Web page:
Saturday, May 16, 2009

Live In Orbit: Hubble Outfitted With Last Instrument

A super-sensitive spectrograph that's expected to shed light on mysterious dark matter is electrically alive inside NASA's Hubble Space Telescope today after a successful installation.

Spacewalkers Drew Feustel and John Grunsfeld teamed up to install the $88 million Cosmic Origins Spectrograph, which is designed to study that "cosmic web" that holds all matter in the universe together. It is expected to help scientists determine the nature of dark matter, the mysterious form of energy that appears to account for 90 percent of the mass of the universe.

The COS also will detect faint light from faraway quasars and provide greater insight into how planets, stars and galaxies form.

"We haven't said a lot about COS and it's sort of the quiet instrument back in the background waiting to come out and be a super star," said David Leckrone, senior Hubble project scientist at NASA's Goddard Space Flight Center in Greenbelt, Md.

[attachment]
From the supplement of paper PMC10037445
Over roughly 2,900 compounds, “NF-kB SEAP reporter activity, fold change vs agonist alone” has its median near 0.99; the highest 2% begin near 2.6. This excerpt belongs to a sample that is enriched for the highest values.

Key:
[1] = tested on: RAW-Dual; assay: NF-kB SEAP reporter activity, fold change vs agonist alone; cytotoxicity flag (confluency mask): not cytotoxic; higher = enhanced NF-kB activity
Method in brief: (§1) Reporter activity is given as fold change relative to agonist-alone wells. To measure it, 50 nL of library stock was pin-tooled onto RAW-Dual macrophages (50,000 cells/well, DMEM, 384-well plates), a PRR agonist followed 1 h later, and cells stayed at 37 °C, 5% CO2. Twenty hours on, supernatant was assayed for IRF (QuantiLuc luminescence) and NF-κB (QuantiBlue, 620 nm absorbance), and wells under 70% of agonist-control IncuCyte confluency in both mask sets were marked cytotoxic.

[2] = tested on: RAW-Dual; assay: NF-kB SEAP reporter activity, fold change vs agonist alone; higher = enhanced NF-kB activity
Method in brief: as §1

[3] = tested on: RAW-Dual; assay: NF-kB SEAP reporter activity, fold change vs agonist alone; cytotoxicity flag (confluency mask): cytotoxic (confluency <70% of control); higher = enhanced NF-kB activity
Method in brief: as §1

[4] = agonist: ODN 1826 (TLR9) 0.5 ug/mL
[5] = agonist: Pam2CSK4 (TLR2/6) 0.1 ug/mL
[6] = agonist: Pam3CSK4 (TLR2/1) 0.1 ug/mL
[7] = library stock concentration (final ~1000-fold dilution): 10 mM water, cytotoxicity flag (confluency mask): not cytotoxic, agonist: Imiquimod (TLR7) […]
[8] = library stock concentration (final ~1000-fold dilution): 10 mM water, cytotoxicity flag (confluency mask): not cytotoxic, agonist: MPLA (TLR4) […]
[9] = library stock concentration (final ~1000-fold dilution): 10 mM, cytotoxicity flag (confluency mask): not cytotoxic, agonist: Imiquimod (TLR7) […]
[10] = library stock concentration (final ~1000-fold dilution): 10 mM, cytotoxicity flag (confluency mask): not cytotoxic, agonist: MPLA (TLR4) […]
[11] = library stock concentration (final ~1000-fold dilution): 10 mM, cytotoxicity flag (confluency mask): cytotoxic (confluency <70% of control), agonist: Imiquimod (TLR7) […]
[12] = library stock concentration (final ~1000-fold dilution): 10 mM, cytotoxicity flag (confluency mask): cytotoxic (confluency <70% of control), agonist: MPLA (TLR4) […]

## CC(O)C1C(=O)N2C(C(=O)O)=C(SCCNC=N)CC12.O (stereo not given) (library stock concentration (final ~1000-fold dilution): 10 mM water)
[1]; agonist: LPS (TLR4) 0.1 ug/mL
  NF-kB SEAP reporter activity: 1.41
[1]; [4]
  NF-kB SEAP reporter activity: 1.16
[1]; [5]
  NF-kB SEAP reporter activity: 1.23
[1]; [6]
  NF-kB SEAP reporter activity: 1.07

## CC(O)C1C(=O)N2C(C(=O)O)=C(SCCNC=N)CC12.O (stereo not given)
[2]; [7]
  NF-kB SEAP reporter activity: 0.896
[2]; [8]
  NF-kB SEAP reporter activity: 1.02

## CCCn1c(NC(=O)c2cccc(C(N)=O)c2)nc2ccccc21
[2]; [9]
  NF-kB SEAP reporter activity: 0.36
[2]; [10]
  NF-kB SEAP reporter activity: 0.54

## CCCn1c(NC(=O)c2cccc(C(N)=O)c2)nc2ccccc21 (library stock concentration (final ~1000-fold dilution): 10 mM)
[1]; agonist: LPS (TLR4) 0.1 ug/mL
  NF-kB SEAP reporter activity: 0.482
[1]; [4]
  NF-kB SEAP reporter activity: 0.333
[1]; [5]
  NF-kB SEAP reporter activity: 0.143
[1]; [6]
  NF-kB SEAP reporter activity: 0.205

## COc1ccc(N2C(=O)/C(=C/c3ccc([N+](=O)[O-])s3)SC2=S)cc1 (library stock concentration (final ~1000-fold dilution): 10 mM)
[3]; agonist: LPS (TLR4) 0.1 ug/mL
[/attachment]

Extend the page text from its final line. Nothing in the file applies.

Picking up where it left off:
"COS is the most sensitive spectrograph ever to fly in space," he added. "A spectrograph is kind of a poor relative to a camera. It doesn't take pretty pictures. It merely produces precise, quantitative astrophysical data on everything in the sky that we point it to."

Anchored to the end of the robot arm of shuttle Atlantis, Feustel hoisted the instrument -- which is the size and shape of a phone booth -- and slid it into one of the telescope's axial bays.

"Great job. Excellent," said shuttle mission specialist Mike Massimino, who was directing the spacewalking work from the aft flight deck at Atlantis. "Good work, boys."

The astronauts then went on to stow the Corrective Optics Space Telescope Axial Replacement, or COSTAR, in a protective canister for the return trip home.

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